July 4 UPDATE at end
Directly related: June 27, here.
The hate mail about President Obama is starting to come more frequently into my e-mail in box. Predictably (and falsely) Governor Dayton is already being blamed for the Minnesota budget stalemate. It is reported that some Republican legislators jeered him when he announced the shutdown last Thursday night at the Capitol.
It must be the 4th of July.
We’ll likely do, today, what we most always do: go to the town parade in Afton a few miles east of here. It’s a quaint parade you can watch twice if you wish, since the units double back down the same main street.
There will be a color guard, and we’ll stand, and I’ll doff my Vets for Peace hat, then will come the usual. This is an off-year politically, so I don’t expect a lot of politicians. There will probably be even fewer than usual since they’d probably rather not be too out in the open, this soon after the shutdown. We’re nice people here, and there’ll likely be no hissing or such, but I still don’t think the usual complement of politicos will be on the main street. If we go, I’ll report back on what I observe.
I am interested in the hate mail (that’s exactly what it is). Usually it comes via people who I know, who are generally in my age range. Rarely does any personal message come with these “forwards”, so I don’t know why they are being forwarded to me. Sometimes, I think, they are interested in what I might think of this or that. But I don’t know that, usually.
My policy has become to respond, each and every time. The most recent one was an insulting parody of the oldie “Casey at the Bat”. There was no message whatsoever other than an insult of Obama.
I happen to be proud of the President, and I say so. He’s doing a great job under far less than good conditions.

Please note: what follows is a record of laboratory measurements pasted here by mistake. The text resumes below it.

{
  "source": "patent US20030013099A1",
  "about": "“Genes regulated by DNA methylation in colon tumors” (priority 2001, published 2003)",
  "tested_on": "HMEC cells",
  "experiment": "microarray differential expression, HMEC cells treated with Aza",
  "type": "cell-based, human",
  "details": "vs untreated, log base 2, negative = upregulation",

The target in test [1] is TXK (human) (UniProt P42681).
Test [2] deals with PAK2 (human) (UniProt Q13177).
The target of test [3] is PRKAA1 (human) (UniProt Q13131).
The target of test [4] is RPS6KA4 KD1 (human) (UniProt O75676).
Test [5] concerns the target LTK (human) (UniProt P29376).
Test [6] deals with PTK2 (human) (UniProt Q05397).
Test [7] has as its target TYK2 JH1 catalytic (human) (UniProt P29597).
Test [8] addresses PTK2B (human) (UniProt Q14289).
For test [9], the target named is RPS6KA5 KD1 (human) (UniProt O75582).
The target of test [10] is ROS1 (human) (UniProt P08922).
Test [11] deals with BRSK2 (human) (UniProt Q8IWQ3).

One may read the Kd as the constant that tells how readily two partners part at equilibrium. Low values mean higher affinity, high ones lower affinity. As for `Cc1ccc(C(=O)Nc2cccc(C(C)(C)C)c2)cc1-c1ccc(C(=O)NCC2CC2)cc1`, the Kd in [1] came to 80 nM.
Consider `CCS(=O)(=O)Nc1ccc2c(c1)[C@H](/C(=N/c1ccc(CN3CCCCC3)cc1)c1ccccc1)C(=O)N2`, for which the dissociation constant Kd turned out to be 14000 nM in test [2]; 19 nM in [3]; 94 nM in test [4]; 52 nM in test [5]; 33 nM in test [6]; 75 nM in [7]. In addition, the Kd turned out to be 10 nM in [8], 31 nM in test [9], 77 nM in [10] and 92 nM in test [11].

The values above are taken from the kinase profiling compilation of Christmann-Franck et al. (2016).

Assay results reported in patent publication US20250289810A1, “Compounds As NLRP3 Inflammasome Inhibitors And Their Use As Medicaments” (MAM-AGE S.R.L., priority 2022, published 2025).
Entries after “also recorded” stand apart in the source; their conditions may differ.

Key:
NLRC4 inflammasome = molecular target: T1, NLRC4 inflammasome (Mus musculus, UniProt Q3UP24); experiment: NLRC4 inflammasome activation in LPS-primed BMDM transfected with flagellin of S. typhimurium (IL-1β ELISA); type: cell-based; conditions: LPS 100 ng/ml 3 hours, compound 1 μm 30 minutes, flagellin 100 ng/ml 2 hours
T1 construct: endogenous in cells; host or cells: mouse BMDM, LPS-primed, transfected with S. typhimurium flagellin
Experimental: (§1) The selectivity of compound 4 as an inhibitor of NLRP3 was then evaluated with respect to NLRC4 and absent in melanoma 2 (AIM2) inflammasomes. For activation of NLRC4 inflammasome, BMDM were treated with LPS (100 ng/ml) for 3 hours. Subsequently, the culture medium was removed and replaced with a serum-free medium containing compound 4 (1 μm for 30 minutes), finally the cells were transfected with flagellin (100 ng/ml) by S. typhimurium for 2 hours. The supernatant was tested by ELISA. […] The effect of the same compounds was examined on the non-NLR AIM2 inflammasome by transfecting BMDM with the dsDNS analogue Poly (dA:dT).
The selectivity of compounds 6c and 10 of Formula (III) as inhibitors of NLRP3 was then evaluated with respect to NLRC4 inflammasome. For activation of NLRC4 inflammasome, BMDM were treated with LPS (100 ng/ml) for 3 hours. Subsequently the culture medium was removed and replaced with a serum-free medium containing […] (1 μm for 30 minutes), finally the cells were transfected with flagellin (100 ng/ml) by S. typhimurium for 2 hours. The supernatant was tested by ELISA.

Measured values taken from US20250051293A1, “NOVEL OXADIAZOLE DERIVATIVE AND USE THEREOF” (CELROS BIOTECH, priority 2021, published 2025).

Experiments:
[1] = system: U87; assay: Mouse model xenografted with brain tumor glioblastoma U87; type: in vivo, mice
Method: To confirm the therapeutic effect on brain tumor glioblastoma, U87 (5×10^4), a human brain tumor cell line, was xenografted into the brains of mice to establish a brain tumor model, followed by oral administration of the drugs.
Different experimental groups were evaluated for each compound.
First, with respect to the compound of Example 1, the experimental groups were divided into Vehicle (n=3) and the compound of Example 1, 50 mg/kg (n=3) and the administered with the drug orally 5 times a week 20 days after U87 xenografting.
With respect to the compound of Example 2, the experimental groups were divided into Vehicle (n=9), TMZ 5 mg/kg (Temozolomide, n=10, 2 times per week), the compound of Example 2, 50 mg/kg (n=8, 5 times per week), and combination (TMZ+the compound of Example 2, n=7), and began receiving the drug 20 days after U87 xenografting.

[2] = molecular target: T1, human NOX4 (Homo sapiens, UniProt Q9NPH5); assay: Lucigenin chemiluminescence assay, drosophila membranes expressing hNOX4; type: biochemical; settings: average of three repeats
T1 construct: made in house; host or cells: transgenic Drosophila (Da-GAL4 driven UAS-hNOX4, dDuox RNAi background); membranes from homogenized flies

I can make the same comments about Governor Dayton in my state.
We are a country filled with seething bitterness, most of it taught. It is not healthy…for us.
Last evening we watched a special about the complexities of Abraham Lincoln’s early political career and the relationship of he and his wife. In the 1860 election he won the presidency with 40% of the vote, and after he was elected 7 states seceded from the Union. And he’s the most revered President in our history…I believe the first Republican President. It could be argued that he opened the door for President Obama through the Emancipation Proclamation.
Succinctly, Lincolns political career has a lot of similarities to Barack Obama’s.
A friend’s letter to the editor in the June 30, 2011, Minneapolis Star Tribune says it as well as anything I’ve seen:
“A June 29 letter writer claims that Barack Obama “was the most inexperienced president the United States has ever elected.
Actually, Obama’s eight years in the Illinois Legislature, during which he sponsored more than 800 bills, and his two years in the U.S. Senate are similar to Abraham Lincoln’s eight years in the Illinois legislature and two years in the U.S. House of Representatives. Rather than looking at years in office, I prefer to look at a candidate’s understanding of public policy and his or her positions on what those policies should be.”
Joyce Denn, Woodbury
I probably can’t change the angry e-mailer attitudes. It’s a free country and they can vent all they want, whether through cartoons, parodies or out and out lies.
But that doesn’t mean I’m going to cower in a corner and pretend I’m something I’m not.
Liberals are demonized too. And I’m one of them, and I’m proud of what I am. We’re good, solid, upstanding people.
Do I know people on the left who are prone to sending insults and engaging in ugly behavior too? Of course I do. Probably roughly in the same proportion as on the right. But they don’t have the financial backing to spread their insults as broadly.
Money does talk, very, very loudly.
Have a good 4th, and work towards a renewal of respectful political discourse.
Politics was tough in Lincoln’s day, too. But they did debate respectfully, or so I hear.
Other recent and related posts can be accessed here.
Just back from the Afton Parade. From all appearances, more spectators than previous years. There was not a single unit that featured political leaders. Normally there’d be up to a half dozen. One very angry looking guy drove a red Corvette on which he’d draped two “Don’t Tread on Me” flags, without any explanation. If he had a message no one could figure out what it was.
A guy about my age struck up a conversation. He mentioned that one of their daughters works in a program for fetal alcohol syndrome that is dependent on state funds, and she is on furlough. Enroute home we noticed that the ubiquitous signs for the Minnesota Lottery were lights out: the Lottery has been suspended.
Everybody was very polite to everybody else. I think we all know we’re in a rotten kettle.
Tomorrow the holiday is over, and we all need to get to work.
July 4 UPDATE at end